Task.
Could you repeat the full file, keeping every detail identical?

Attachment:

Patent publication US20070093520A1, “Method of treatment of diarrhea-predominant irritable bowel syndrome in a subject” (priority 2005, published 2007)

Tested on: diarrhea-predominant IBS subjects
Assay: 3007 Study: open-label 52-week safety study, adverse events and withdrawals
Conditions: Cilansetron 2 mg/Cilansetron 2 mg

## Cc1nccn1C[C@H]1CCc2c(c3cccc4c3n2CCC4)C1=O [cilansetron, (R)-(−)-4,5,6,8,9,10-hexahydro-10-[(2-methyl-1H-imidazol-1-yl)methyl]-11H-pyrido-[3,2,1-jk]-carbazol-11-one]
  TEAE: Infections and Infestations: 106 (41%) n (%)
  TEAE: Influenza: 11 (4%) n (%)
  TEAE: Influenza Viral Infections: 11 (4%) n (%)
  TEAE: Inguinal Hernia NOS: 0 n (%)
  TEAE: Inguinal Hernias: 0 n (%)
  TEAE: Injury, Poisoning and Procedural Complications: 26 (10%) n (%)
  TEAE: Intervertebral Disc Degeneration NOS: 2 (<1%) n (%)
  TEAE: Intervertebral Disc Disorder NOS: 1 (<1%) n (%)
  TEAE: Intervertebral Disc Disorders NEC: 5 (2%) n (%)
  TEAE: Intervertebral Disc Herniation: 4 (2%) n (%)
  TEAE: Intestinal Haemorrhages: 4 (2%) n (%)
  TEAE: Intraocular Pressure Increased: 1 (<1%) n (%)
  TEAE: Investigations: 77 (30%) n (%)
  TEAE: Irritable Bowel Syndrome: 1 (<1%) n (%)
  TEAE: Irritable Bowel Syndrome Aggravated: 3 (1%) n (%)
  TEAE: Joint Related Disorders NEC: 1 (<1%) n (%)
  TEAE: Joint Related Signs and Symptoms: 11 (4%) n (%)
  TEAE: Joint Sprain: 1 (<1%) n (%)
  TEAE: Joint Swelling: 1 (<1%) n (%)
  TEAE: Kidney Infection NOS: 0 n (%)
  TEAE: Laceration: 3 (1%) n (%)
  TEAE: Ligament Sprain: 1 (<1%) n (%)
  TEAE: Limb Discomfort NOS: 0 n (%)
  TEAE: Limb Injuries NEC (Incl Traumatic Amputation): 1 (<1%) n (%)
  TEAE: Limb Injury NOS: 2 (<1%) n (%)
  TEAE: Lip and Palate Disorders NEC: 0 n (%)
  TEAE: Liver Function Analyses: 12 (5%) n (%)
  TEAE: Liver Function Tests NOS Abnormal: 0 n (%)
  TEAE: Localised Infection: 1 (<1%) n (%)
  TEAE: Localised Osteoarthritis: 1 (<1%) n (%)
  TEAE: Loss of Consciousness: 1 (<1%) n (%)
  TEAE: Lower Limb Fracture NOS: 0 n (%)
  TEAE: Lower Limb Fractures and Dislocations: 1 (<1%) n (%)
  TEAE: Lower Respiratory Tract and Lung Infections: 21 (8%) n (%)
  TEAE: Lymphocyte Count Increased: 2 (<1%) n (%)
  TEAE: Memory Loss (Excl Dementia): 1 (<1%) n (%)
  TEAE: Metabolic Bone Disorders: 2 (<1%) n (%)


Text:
Patent publication US20070093520A1, “Method of treatment of diarrhea-predominant irritable bowel syndrome in a subject” (priority 2005, published 2007)

Tested on: diarrhea-predominant IBS subjects
Assay: 3007 Study: open-label 52-week safety study, adverse events and withdrawals
Conditions: Cilansetron 2 mg/Cilansetron 2 mg

## Cc1nccn1C[C@H]1CCc2c(c3cccc4c3n2CCC4)C1=O [cilansetron, (R)-(−)-4,5,6,8,9,10-hexahydro-10-[(2-methyl-1H-imidazol-1-yl)methyl]-11H-pyrido-[3,2,1-jk]-carbazol-11-one]
  TEAE: Infections and Infestations: 106 (41%) n (%)
  TEAE: Influenza: 11 (4%) n (%)
  TEAE: Influenza Viral Infections: 11 (4%) n (%)
  TEAE: Inguinal Hernia NOS: 0 n (%)
  TEAE: Inguinal Hernias: 0 n (%)
  TEAE: Injury, Poisoning and Procedural Complications: 26 (10%) n (%)
  TEAE: Intervertebral Disc Degeneration NOS: 2 (<1%) n (%)
  TEAE: Intervertebral Disc Disorder NOS: 1 (<1%) n (%)
  TEAE: Intervertebral Disc Disorders NEC: 5 (2%) n (%)
  TEAE: Intervertebral Disc Herniation: 4 (2%) n (%)
  TEAE: Intestinal Haemorrhages: 4 (2%) n (%)
  TEAE: Intraocular Pressure Increased: 1 (<1%) n (%)
  TEAE: Investigations: 77 (30%) n (%)
  TEAE: Irritable Bowel Syndrome: 1 (<1%) n (%)
  TEAE: Irritable Bowel Syndrome Aggravated: 3 (1%) n (%)
  TEAE: Joint Related Disorders NEC: 1 (<1%) n (%)
  TEAE: Joint Related Signs and Symptoms: 11 (4%) n (%)
  TEAE: Joint Sprain: 1 (<1%) n (%)
  TEAE: Joint Swelling: 1 (<1%) n (%)
  TEAE: Kidney Infection NOS: 0 n (%)
  TEAE: Laceration: 3 (1%) n (%)
  TEAE: Ligament Sprain: 1 (<1%) n (%)
  TEAE: Limb Discomfort NOS: 0 n (%)
  TEAE: Limb Injuries NEC (Incl Traumatic Amputation): 1 (<1%) n (%)
  TEAE: Limb Injury NOS: 2 (<1%) n (%)
  TEAE: Lip and Palate Disorders NEC: 0 n (%)
  TEAE: Liver Function Analyses: 12 (5%) n (%)
  TEAE: Liver Function Tests NOS Abnormal: 0 n (%)
  TEAE: Localised Infection: 1 (<1%) n (%)
  TEAE: Localised Osteoarthritis: 1 (<1%) n (%)
  TEAE: Loss of Consciousness: 1 (<1%) n (%)
  TEAE: Lower Limb Fracture NOS: 0 n (%)
  TEAE: Lower Limb Fractures and Dislocations: 1 (<1%) n (%)
  TEAE: Lower Respiratory Tract and Lung Infections: 21 (8%) n (%)
  TEAE: Lymphocyte Count Increased: 2 (<1%) n (%)
  TEAE: Memory Loss (Excl Dementia): 1 (<1%) n (%)
  TEAE: Metabolic Bone Disorders: 2 (<1%) n (%)